The following was presented by Sonya Campion as a speech to the Alliance of Eastside Agencies on June 7, 2017.
Pierre Teilhard de Chardin, a French philosopher and Jesuit priest said that not only do we live with responsibility for each other, but that “no evolutionary future awaits anyone except in association with everyone else.” He is saying that we can’t move forward as a species without being connected to each other, and that societal problems of isolation and marginalization are huge inhibitors of evolution.
Little did he ever imagine that we would have a society where we are connected more than ever, but at the same time, more isolated and alone than ever.
I am here because of your mission to expand your voice. Your work is too essential to sit on the sidelines of public discussions and decisions: We need the Alliance for Eastside Agencies to be stronger than ever.
I am also here because of each of you: Leaders in the human service sector. You are truly holding up the world. I am in awe of your daily balancing act: as Patsy Bullitt Collins of the Bullitt Foundation once said, “To be able to get past the daily dilemma of when people are falling off a cliff, having to decide whether to build a fence at the top or a hospital at the bottom.” And you do it with what my friend Tricia Raikes described as daily acts of tenacious grace.
So today I want to touch on two areas that I hope offer support to your balancing act:
- What it means to be a resilient organization
- Possible shifts in perspective you might need to consider
To start out today, I thought it might be useful to go back to the definition of philanthropy. We all know that the word itself is Greek – derived from phil, meaning to love, and anthropos meaning mankind. It is, simply, the love of humanity – the caring for what it means to be human.
Few of us know the first use of the term philanthropy. It is believed to have been in the Greek play Prometheus Bound (approx. 400 BC). In this tragedy, the primitive creatures that are to become humans live at first a fearful life, in utter darkness in caves. Zeus, the powerful and at times tyrannical King of the Gods, decides these creatures have no value and sets about to destroy them. Prometheus, however, possessing something referred to as philanthropos tropos or a humanity-loving character, decides to defend the defenseless.
He gives the poor cave dwellers two incredibly powerful gifts: fire (a.k.a. knowledge) and blind optimism (hope). The first philanthropic gifts ever described are knowledge and hope or fire and optimism.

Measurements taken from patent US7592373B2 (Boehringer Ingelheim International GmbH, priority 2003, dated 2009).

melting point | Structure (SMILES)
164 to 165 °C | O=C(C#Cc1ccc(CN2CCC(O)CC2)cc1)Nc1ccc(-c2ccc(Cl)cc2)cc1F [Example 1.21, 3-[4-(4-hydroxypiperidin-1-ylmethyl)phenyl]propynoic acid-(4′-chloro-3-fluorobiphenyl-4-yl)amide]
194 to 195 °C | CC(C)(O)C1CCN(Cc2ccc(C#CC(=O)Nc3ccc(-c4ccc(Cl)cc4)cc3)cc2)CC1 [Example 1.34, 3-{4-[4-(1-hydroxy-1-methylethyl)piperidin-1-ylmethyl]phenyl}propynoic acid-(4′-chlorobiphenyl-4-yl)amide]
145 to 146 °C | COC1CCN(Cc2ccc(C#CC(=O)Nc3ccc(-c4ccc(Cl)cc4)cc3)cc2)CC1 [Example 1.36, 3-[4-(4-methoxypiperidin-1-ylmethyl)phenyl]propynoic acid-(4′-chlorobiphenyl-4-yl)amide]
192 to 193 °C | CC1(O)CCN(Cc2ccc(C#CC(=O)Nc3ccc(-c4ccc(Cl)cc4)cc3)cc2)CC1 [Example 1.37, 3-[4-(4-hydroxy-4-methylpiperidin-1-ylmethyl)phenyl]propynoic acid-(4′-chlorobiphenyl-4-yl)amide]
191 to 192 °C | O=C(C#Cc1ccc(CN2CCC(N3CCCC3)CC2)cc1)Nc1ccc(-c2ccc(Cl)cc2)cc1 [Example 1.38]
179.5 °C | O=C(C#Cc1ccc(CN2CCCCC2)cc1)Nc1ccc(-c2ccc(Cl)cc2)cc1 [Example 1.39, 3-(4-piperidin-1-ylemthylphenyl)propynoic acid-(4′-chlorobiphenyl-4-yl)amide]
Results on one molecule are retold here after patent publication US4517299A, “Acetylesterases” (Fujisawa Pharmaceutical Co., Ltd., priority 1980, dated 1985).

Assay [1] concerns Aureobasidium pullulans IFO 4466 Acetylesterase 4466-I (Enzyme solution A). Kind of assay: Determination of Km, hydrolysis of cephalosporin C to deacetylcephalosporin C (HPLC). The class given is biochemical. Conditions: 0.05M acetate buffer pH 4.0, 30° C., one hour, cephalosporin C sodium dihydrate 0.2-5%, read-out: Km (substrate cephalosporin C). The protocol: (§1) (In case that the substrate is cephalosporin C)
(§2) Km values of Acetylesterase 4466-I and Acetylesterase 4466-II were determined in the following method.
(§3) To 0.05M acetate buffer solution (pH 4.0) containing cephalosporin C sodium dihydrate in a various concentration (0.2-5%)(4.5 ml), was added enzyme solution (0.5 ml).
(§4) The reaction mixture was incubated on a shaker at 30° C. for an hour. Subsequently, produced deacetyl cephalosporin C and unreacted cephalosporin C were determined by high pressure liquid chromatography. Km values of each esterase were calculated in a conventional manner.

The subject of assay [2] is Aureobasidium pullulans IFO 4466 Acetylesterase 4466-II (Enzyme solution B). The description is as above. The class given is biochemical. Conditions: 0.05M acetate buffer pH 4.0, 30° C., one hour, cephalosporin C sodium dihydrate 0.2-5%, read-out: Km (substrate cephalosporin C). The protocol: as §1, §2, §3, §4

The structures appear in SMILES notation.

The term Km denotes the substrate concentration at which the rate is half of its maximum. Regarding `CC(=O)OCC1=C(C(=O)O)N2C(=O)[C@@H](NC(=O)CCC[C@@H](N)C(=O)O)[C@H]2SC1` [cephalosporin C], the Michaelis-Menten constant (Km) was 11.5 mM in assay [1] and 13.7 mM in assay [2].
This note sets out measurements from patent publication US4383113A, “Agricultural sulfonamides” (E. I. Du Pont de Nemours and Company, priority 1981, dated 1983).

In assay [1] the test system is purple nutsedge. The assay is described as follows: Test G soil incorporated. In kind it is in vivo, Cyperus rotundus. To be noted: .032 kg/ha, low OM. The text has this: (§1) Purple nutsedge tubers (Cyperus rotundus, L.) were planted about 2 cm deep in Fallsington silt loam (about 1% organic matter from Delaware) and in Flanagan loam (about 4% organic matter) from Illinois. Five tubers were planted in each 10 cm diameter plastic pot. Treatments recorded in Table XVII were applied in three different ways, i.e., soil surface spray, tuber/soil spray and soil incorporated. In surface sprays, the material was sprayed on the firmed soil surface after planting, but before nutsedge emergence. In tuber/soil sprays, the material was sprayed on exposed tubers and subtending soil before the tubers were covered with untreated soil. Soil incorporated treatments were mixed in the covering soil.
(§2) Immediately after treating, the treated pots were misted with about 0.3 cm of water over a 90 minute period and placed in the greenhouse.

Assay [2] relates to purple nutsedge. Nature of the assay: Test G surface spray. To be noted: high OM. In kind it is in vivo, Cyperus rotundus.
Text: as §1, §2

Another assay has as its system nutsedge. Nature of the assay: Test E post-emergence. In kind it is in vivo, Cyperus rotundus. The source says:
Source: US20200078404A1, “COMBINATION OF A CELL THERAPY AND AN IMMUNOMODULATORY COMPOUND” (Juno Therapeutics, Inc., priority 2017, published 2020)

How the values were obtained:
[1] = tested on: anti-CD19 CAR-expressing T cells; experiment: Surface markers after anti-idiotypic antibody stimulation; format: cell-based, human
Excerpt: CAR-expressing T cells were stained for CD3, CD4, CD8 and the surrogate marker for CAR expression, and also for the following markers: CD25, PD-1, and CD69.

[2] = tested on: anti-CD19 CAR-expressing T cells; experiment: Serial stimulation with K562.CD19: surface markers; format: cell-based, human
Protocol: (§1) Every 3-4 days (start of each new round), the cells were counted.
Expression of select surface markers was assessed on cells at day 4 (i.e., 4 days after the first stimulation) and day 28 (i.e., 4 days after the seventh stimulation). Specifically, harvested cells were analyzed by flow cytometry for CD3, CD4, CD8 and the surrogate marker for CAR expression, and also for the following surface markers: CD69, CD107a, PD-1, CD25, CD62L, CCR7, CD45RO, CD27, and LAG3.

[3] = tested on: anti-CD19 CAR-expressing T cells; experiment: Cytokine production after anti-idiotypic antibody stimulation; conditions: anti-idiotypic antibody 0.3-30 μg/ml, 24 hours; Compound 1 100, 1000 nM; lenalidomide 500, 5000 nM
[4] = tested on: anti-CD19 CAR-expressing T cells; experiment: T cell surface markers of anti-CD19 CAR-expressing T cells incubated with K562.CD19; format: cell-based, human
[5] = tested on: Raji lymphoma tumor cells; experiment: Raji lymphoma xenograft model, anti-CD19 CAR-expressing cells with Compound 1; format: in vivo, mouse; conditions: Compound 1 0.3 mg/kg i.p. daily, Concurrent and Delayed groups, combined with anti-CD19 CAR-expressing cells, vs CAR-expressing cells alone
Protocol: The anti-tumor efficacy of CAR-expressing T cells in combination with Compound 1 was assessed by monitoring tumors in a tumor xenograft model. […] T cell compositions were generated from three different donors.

Fire and hope: this is what I think is at the heart of every donation that comes our way. The donor is parting with their dollars, sending it off into our trust economy, hoping we are honest, hoping we are really going to do what we say we will do and most of all, that we will light a fire around our vision for a better world. What other transaction do we have in our lives that give us Fire and Hope?
We owe it to our mission to be as resilient as possible. We spend a lot of time thinking about this at our foundation, as we need our nonprofit partners to be as strong as possible for the massive goals we have undertaken – to end homelessness and preserve the largest remaining wilderness left in North America. We look at six areas of resiliency. We know that no organization can be strong in every area, but we find that the ones that survive and thrive have leaders who keep their finger on the pulse of these core competencies.
Overall, organizations that build their adaptive capacity, which is the ability to monitor, assess and respond to internal and external changes, are those that survive.
The first five capacities are familiar to you:
- Organizational vision and strategy
- Healthy Governance
- Effective Executive Director
- Sustainable Fund Development Program
- Sound Internal and Financial Management Systems
However, I would like to add one more – building capacity for advocacy. Never has it been more important to speak up than now.
Our sector has a close relationship with government: 32% of our income comes from government contracts and fees (over $ 532 billion nationally) and public policies affect not only our mission, but our survival. I learned the hard way about what can happen when advocacy and policy goals are kept separate from the rest of the mission. As a young board member of a social service agency, we unknowingly rode the organization into the ground as our primary source of revenue – government funds and contracts – kept shrinking. The beleaguered executive director kept the burden of advocating for those funds on her shoulders. I didn’t know that as a board member, I should be advocating, too. This all changed when the mayor at the time, Norm Rice, ran into me one afternoon after he has spent considerable time working with our executive director and other social service leaders on a budget. Mayor Rice asked me, “I am sticking my neck out for your organization. Where is the board in supporting your organization’s requests of the City? Do you even know what you are asking me to do for you?”
Another experience helped solidify this for me. As fundraising counsel for the YWCA’s Family Village at Issaquah, I watched as several policies that the YWCA worked on for over a decade made the $40 million project possible, including:
- King County Comprehensive Plan
- Growth Management Act
- Moving to Work and Section 8
- Tax exempt bonds
- Housing Tax Credit allocation
- Ten Year Plan to End Homelessness